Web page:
The Art of Monodzukuri (Techniques for Creating Things)Loran Technology

Now able to machine parts without subjecting
the electrode to any wear. The next improvement is
finding a way to easily polish side surfaces
to a smooth finish

Electrodes of different sizes were used for each step to produce a glossy finish on the side surfaces

Electrical discharge machines at that time (around 1970) consisted of a positioning table operated manually that worked to position the workpiece and a machine head used to move the electrode from the top to the bottom to advance the electrical discharge process.
Because of this, we needed to prepare two additional electrodes other than the first and each electrode had to be slightly larger than the electrode before it in order to apply a smooth finish in the side directions using such machines. Electrodes would have been used for the second and third machining processes, respectively. The only way at the time to produce a clean, smooth finish on bottom and side surfaces was to use these electrodes, whereby you would use increasingly larger electrodes with gradually decreasing amounts of electrical discharge energy used in order of electrode size starting with the initial electrode.
It took a lot of work to produce these shaped electrodes that varied in size slightly. What's more, it was also extremely difficult to increase machining accuracy due to the need to switch out electrodes during each subsequent machining step after the first one.




Q1 This method would eat up a lot of costs and money...
Isn't there a better way to complete
the finishing process using fewer electrodes?

We have developed
Loran technology
just for this purpose!

The Loran technology enabled to better polish the surfaces of machined parts to more accurately smooth out the roughness that caused so many problems previously.


What is the Loran Technology?

The Loran technology is a type of method used for electrical discharge finishing that involves gently shaking the electrode.
Here, we will describe the Loran technology in details.

What changed with use of the Loran technology compared to traditional techniques?

With electrical discharge machining performed using sparks, the machined part is made to be slightly larger than the outline of the electrode. This size changes with the intensity of the spark. Also the machining speed increases as the strength of the spark increases. However, the amount of roughness on the surface of the machined part also increases. To fix this issue, we needed to gradually increase the size of the electrode used to match the size of the desired part. Then we applied finishing to the machined surfaces and then use a smaller spark in contrast.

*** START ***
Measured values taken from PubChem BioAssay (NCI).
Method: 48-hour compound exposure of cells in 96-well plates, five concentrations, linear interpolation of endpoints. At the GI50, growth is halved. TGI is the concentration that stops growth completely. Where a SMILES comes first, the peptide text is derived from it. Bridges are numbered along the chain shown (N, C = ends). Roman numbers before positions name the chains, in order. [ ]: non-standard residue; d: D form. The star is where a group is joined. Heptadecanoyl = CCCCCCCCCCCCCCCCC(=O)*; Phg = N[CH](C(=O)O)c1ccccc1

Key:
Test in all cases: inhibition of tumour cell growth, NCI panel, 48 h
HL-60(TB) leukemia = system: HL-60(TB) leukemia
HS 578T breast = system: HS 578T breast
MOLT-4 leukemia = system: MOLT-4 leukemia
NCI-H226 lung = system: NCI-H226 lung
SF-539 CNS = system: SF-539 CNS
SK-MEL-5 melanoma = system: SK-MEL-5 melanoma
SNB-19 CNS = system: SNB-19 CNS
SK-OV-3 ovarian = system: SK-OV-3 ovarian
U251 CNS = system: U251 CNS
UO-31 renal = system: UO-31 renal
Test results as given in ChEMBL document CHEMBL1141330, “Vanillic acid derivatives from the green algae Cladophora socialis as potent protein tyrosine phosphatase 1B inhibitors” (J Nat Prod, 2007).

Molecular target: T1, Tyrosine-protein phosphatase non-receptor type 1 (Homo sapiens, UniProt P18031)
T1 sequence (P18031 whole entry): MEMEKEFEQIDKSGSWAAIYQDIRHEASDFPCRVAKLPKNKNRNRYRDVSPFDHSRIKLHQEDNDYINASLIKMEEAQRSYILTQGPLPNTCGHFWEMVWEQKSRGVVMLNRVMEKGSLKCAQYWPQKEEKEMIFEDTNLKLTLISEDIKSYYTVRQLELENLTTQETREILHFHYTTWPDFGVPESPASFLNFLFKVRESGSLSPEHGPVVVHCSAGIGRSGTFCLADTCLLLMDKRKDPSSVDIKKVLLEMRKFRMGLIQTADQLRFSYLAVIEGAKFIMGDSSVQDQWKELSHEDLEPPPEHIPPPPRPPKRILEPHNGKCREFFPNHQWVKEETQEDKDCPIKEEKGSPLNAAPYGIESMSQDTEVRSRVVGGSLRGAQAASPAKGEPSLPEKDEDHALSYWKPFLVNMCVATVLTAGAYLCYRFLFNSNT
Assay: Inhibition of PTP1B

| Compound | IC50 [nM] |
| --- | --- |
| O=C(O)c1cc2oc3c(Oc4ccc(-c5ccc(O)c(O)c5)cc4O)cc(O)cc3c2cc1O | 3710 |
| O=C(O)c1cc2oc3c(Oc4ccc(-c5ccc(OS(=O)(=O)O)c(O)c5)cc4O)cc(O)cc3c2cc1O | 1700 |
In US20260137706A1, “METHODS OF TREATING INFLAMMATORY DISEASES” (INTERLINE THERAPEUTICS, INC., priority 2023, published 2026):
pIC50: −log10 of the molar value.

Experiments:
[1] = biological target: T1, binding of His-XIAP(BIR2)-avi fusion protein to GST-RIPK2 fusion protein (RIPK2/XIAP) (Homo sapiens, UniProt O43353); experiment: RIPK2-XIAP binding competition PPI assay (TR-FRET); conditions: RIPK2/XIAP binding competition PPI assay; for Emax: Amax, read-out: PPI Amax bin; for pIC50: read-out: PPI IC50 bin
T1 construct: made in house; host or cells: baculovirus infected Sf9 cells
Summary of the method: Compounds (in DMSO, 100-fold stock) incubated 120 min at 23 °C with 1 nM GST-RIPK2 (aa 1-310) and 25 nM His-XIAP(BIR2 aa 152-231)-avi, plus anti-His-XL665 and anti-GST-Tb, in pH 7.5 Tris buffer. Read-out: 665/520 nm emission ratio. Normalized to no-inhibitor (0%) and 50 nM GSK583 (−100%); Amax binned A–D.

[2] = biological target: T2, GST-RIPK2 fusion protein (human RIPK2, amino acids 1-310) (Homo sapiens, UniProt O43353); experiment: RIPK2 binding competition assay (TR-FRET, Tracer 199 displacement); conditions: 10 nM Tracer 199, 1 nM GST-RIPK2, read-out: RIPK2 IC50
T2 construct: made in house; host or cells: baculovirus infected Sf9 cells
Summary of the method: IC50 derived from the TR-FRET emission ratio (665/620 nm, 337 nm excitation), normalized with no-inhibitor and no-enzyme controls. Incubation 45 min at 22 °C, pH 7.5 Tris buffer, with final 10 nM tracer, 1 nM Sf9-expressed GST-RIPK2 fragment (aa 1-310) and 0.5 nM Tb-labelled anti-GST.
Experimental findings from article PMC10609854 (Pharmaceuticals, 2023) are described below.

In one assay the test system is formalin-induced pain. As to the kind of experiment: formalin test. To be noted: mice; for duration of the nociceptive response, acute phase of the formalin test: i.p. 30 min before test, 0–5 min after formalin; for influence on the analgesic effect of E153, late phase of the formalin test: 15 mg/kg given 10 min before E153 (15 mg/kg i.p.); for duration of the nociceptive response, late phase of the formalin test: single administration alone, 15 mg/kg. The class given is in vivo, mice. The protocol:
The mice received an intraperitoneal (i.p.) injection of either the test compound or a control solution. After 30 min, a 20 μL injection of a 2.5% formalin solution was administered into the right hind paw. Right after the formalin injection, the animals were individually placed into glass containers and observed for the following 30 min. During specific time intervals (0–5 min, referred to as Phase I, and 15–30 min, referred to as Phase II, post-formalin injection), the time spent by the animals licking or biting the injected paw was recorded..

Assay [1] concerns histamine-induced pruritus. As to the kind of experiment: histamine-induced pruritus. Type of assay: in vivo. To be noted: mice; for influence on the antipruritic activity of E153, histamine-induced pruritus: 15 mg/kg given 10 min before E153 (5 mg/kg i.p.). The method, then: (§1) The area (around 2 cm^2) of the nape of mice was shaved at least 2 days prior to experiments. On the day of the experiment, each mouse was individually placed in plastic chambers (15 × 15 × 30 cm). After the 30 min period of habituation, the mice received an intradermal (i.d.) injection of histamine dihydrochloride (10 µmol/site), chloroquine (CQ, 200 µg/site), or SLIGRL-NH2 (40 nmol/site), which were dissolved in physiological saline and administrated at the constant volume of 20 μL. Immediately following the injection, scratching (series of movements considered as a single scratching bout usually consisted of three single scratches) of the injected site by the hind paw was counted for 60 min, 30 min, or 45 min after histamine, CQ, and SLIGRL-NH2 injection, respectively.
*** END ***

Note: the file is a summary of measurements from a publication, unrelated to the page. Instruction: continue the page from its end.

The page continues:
With that method, unfortunately, we needed to use several different electrodes... The costs and amount of time it took went up the smoother and cleaner we wanted the finish to be.

We sat thinking about whether we could produce a nicer, cleaner finish on the surfaces of machined parts using fewer electrodes. It was then we realized that to produce a nicer finish on side surfaces, we could simply make the dimensions on the shaped electrode along the side surface directions bigger. W noticed it should be able to produce the same smooth surface by merely moving the initial electrode back and forth in the horizontal direction without needing to increase the width along the side direction.

This idea led us to development of a device that could shake the electrode located below the head in the EDM in the horizontal direction (oscillation machine) . Loran machining is a production technique that allows us to control the direction of movement and intensity of the oscillation to the desired values using numerical control. The technique can be used to produce a clean, smooth finish more accurately in all directions using fewer electrodes.

With the Loran movement, we can machine the side surfaces of the part accurately and smoothly using smaller electrodes by gradually decreasing the width of the clearance between the electrode and part being machined and gradually lowering the intensity of the electrical discharge energy used.



What kind of shapes can you create using the Loran technology?

Until the Loran technology was formed, EDMs weren't very practical machines at all. Since non-consumable electrode circuits and the Loran technology have been developed, we can now machine parts in a wide variety of shapes.

Synchronized Loran technology

A rich array of various detailed settings can be used for the Loran pattern that is used as the basic pattern designed to enable handling of electrodes with different shapes.

Synchronized Loran technology

Don't we need a high-caliber command center for this machine to accurately position the Loran function with accurate numerical control...?